13. In a process of producing irons and steels having a high alloy content by means of the direct reduction of the ores of the alloy metals in the presence of a molten bath of iron or steel by a reducing agent containing silicon wherein an excess of reducible ore to reducing agent is normally used to prevent the absorption by said bath of an excess of silicon over the content desired, the improvement which comprises decreasing the amount of reducible ore to an amount less than a substantial chemical equivalency with the reducing agent whereby a greater alloy recovery is obtained, and providing a strongly basic slag formed by commingling with saidreducible ore and reducing agent an amount of calcined lime approximating at least three times by weight the amount of silicon employed in the process whereby an excessive absorption of silicon by the metal bath is prevented.
14. In a process of producing irons and steels having a high alloy content by means of the direct reduction of the ores of the alloy metals in the presence of a molten bath of iron or steel by a reducing agent containing silicon wherein an excess of reducible ore to reddcing agent is normally used to prevent the absorption by said bath of an excess of silicon over the content desired, the improvement which comprises decreasing the amount of reducible ore to substantial chemical equivalency with the reducing agent whereby a greater alloy recovery is obtained, and providing a strongly basic slag formed by commingling with said reducible ore and reducing agent an amount of calcined lime approximating at least three times by weight the amount of silicon employed in the process whereby an excessive absorption of silicon is prevented, and drying said calcined lime previous to its addition whereby the amount of hydrogen dissolved in the iron is maintained below that which will remain in solution in the metal after solidification. a
15. In a process of producingirons and steels having a high alloy content by means of the direct reduction of the ores of the alloy metals in the presence of a molten bath of iron or steel by a reducing agent containing silicon wherein an excess of reducible ore to reducing agent is normally used to prevent the absorption by said bath of an excess of silicon overthe content desired, the improvement which comprises decreasing the amount of reducible ore to less than chemical equivalency of the reducing agent whereby a greater alloy recovery is obtained, and providing a strongly basic slag formed by commingling with said reducible ore and reducing agent an amount of calcined lime suificient to produce a strongly basic slag throughout said reduction period, whereby an excessive absorption of silicon by the bath is prevented.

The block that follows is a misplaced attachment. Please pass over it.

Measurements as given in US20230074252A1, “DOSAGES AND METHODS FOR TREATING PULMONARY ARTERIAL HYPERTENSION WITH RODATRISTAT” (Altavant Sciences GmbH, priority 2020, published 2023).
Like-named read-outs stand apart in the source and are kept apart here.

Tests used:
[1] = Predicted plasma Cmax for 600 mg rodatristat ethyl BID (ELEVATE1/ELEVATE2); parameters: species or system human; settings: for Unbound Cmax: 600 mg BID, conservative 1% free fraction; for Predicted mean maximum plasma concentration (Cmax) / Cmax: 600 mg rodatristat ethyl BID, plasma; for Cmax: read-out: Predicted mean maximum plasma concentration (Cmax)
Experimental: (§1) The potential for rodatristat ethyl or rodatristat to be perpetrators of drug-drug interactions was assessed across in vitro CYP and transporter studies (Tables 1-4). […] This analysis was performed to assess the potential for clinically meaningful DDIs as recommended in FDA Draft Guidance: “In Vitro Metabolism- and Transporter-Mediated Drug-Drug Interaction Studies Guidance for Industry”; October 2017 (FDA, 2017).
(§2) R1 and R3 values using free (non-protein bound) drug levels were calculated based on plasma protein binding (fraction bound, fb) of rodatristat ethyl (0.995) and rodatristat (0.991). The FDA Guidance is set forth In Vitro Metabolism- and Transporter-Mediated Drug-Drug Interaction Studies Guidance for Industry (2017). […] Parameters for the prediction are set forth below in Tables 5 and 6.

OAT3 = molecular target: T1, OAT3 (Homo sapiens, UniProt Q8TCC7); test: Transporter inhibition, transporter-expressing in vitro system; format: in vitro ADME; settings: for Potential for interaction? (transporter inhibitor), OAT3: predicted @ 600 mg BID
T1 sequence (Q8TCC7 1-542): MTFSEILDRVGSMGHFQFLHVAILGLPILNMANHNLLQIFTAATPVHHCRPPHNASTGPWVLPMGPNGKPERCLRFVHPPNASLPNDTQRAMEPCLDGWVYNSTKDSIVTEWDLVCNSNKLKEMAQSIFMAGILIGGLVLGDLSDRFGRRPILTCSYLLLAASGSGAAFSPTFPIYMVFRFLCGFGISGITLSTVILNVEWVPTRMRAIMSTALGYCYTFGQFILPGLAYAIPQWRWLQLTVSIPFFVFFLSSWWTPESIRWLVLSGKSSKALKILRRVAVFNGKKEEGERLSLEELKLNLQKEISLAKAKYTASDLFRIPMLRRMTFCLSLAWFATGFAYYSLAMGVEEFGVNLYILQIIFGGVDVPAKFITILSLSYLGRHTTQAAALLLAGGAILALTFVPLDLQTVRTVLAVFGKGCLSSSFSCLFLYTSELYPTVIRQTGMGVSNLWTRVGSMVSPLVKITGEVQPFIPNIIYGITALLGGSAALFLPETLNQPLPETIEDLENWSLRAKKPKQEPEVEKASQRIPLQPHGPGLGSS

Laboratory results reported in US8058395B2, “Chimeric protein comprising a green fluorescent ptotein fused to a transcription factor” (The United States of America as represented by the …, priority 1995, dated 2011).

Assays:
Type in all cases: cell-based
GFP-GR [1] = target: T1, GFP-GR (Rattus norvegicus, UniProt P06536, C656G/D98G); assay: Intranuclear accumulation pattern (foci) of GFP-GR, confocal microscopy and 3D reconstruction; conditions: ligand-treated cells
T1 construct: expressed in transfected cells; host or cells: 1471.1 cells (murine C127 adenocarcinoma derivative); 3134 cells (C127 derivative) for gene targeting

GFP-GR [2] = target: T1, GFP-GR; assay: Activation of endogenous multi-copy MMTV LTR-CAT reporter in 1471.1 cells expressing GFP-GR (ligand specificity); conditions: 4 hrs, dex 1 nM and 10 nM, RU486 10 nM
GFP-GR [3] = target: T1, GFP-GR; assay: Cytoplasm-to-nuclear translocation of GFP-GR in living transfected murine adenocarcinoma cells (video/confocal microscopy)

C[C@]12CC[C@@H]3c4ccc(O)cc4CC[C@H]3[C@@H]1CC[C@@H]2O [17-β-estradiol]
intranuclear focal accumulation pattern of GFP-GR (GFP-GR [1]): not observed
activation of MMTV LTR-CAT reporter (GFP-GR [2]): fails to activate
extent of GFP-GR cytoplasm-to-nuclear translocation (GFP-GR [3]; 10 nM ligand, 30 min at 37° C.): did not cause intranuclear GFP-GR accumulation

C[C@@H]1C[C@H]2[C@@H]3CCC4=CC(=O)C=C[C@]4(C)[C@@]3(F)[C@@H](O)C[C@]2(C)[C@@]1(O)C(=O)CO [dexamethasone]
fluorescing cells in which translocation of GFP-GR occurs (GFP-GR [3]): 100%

16. In a process of producing irons and steels having a high alloy content by means of the direct reduction in an electric furnace of the arc type of the-ores of the alloy metals in the presence of a molten bath oi iron or steel by a reducing agent containing silicon wherein an excess of reducible ore to reducing agent is normally used to prevent the absorption by said bath of an excess or silicon over the content desired, the improvement which comprises decreasing the amount of reducible ore to substantial chemical equivalency with the reducing agent whereby a greater alloy recovery is obtained, providing a strongly basic slag formed by commingling with said reducible ore and reducing'agent an amount of calcined lime approximating at least three times by weight, the amount of silicon employed in the process to maintain a strongly basic slag whereby an excessive absorption of silicon is prevented, and maintaining a visible are above the slag by increasing the voltage over that normally employed.
WILLIAM BELL ARNESS.
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Cited By (2)

* Cited by examiner, † Cited by third party
Publication number Priority date Publication date Assignee Title
US2621119A (en) * 1950-10-27 1952-12-09 Armco Steel Corp Stainless steel melting process
US2956873A (en) * 1957-02-04 1960-10-18 Foundry Services Int Ltd Method of removing hydrogen from molten metal

Cited By (2)

* Cited by examiner, † Cited by third party
Publication number Priority date Publication date Assignee Title
US2621119A (en) * 1950-10-27 1952-12-09 Armco Steel Corp Stainless steel melting process
US2956873A (en) * 1957-02-04 1960-10-18 Foundry Services Int Ltd Method of removing hydrogen from molten metal